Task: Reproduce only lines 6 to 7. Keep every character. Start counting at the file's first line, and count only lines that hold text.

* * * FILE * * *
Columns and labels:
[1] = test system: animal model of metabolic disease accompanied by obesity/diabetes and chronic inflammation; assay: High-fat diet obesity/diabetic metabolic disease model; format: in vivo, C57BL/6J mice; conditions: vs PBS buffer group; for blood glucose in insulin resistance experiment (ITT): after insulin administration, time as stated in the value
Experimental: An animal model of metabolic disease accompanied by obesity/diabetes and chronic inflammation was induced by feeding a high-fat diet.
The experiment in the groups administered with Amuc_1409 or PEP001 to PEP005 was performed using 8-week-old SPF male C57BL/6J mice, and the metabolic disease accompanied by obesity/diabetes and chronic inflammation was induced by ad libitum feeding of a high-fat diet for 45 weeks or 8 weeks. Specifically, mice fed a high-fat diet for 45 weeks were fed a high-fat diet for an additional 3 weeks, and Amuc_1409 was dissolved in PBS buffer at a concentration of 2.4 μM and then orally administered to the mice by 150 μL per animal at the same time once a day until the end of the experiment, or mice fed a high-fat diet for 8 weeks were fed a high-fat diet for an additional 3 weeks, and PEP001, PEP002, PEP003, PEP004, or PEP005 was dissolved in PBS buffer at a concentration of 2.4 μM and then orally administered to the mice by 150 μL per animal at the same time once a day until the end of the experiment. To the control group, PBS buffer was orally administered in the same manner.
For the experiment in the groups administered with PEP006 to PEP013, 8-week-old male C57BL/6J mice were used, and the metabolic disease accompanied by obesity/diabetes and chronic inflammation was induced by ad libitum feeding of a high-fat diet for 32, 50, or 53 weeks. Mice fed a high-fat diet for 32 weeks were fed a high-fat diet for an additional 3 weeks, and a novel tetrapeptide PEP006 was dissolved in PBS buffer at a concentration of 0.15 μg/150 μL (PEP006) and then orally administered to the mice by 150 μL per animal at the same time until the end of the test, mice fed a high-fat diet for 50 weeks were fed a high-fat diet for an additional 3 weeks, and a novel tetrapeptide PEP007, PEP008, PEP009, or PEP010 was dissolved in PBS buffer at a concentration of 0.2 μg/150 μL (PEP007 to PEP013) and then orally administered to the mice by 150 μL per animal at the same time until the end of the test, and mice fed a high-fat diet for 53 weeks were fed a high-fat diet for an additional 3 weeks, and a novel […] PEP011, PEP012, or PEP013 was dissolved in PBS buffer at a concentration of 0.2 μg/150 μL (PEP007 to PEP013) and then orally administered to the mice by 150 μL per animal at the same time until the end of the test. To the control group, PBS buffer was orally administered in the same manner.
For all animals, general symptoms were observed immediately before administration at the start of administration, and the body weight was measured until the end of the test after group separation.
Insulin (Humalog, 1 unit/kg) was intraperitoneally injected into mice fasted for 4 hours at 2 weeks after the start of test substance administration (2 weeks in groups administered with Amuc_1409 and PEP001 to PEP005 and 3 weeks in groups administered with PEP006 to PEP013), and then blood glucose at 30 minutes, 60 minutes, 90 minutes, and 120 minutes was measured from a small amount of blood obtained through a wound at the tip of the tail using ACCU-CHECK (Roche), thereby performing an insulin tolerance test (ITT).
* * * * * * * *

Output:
For all animals, general symptoms were observed immediately before administration at the start of administration, and the body weight was measured until the end of the test after group separation.
Insulin (Humalog, 1 unit/kg) was intraperitoneally injected into mice fasted for 4 hours at 2 weeks after the start of test substance administration (2 weeks in groups administered with Amuc_1409 and PEP001 to PEP005 and 3 weeks in groups administered with PEP006 to PEP013), and then blood glucose at 30 minutes, 60 minutes, 90 minutes, and 120 minutes was measured from a small amount of blood obtained through a wound at the tip of the tail using ACCU-CHECK (Roche), thereby performing an insulin tolerance test (ITT).